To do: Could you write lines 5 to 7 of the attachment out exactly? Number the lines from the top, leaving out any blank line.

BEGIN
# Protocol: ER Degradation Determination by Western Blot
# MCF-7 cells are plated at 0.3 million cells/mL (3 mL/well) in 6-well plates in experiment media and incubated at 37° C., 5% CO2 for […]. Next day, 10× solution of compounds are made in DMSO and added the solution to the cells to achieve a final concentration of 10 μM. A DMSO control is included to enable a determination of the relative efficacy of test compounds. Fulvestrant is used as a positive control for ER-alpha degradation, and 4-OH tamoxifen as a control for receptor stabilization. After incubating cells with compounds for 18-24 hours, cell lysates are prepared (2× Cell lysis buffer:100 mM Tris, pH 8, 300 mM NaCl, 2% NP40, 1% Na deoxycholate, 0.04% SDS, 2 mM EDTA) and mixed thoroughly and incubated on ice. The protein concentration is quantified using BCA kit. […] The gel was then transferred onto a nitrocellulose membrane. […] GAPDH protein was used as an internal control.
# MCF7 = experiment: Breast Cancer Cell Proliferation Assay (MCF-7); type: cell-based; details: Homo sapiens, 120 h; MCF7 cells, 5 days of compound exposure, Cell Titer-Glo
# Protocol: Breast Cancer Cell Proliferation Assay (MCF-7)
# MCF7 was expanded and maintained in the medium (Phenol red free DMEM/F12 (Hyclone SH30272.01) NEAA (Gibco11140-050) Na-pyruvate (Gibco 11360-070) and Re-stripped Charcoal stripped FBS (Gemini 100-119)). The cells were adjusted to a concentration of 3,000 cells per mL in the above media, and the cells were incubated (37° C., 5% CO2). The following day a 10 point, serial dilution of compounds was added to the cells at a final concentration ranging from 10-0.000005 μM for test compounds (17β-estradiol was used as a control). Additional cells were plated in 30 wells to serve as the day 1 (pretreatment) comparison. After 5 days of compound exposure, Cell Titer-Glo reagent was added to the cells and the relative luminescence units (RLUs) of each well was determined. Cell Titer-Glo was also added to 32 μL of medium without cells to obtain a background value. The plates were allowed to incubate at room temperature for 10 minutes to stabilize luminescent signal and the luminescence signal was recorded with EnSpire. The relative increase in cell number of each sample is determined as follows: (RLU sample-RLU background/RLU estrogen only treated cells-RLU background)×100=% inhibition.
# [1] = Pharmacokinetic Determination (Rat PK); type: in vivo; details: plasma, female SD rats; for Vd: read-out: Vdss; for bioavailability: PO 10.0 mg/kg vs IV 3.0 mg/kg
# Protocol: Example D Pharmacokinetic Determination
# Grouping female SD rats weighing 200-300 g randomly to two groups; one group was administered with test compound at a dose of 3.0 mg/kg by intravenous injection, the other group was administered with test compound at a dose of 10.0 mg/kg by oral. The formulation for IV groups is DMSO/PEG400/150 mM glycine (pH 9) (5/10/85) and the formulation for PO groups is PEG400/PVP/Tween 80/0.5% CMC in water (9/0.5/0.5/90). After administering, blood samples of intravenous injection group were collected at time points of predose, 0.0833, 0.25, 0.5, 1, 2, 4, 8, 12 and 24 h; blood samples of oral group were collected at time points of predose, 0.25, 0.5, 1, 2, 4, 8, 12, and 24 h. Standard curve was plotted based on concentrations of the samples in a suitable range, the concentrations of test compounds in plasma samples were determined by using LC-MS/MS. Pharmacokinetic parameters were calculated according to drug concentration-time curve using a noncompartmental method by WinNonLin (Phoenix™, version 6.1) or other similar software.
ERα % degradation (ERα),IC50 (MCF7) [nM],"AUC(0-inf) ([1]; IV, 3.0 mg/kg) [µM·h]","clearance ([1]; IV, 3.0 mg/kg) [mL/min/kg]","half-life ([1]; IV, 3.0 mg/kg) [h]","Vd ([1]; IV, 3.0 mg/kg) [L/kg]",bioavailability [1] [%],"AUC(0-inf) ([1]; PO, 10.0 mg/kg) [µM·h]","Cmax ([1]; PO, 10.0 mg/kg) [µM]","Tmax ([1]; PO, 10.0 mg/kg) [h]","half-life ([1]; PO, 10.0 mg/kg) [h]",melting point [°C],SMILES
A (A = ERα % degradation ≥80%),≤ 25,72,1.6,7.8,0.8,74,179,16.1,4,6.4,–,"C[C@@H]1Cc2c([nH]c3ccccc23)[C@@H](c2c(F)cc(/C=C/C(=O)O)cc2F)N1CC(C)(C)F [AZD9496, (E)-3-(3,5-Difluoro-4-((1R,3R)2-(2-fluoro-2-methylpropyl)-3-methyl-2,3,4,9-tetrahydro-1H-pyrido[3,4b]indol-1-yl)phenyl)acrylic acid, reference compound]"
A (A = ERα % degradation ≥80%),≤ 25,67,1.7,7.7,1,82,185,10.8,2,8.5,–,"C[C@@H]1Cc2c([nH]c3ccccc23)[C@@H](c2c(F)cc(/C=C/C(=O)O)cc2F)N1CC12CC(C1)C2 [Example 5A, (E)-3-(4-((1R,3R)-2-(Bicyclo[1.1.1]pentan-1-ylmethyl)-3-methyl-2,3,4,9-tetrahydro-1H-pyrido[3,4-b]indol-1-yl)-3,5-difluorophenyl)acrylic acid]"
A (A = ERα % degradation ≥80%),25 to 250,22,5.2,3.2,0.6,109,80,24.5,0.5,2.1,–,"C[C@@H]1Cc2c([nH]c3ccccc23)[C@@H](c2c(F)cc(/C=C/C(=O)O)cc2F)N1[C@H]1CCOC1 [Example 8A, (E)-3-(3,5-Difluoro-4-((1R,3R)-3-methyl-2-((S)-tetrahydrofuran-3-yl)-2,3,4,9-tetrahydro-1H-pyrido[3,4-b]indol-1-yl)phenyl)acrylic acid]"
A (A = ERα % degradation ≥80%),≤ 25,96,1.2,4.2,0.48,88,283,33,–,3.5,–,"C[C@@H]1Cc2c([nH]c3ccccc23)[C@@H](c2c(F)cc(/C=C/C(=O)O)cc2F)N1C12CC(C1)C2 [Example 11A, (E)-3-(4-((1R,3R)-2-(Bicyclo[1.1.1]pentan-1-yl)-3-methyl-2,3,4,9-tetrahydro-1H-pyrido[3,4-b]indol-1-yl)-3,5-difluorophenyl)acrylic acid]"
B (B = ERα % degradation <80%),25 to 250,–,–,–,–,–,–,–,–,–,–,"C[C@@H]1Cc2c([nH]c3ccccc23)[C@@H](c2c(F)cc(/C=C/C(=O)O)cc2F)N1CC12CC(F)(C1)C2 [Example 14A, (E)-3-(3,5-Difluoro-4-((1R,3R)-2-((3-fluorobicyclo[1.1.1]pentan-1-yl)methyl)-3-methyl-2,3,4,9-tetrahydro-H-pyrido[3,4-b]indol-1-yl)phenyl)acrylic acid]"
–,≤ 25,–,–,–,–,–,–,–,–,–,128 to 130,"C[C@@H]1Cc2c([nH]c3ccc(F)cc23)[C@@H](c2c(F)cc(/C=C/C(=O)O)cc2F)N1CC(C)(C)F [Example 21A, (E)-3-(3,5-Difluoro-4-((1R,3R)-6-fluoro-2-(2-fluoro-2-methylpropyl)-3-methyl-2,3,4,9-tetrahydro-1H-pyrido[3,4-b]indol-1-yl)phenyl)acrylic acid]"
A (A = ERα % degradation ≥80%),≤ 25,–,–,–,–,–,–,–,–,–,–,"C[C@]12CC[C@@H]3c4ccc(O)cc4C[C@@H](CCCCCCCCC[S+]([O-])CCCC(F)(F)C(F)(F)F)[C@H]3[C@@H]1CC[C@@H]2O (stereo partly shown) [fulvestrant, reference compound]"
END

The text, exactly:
# MCF7 was expanded and maintained in the medium (Phenol red free DMEM/F12 (Hyclone SH30272.01) NEAA (Gibco11140-050) Na-pyruvate (Gibco 11360-070) and Re-stripped Charcoal stripped FBS (Gemini 100-119)). The cells were adjusted to a concentration of 3,000 cells per mL in the above media, and the cells were incubated (37° C., 5% CO2). The following day a 10 point, serial dilution of compounds was added to the cells at a final concentration ranging from 10-0.000005 μM for test compounds (17β-estradiol was used as a control). Additional cells were plated in 30 wells to serve as the day 1 (pretreatment) comparison. After 5 days of compound exposure, Cell Titer-Glo reagent was added to the cells and the relative luminescence units (RLUs) of each well was determined. Cell Titer-Glo was also added to 32 μL of medium without cells to obtain a background value. The plates were allowed to incubate at room temperature for 10 minutes to stabilize luminescent signal and the luminescence signal was recorded with EnSpire. The relative increase in cell number of each sample is determined as follows: (RLU sample-RLU background/RLU estrogen only treated cells-RLU background)×100=% inhibition.
# [1] = Pharmacokinetic Determination (Rat PK); type: in vivo; details: plasma, female SD rats; for Vd: read-out: Vdss; for bioavailability: PO 10.0 mg/kg vs IV 3.0 mg/kg
# Protocol: Example D Pharmacokinetic Determination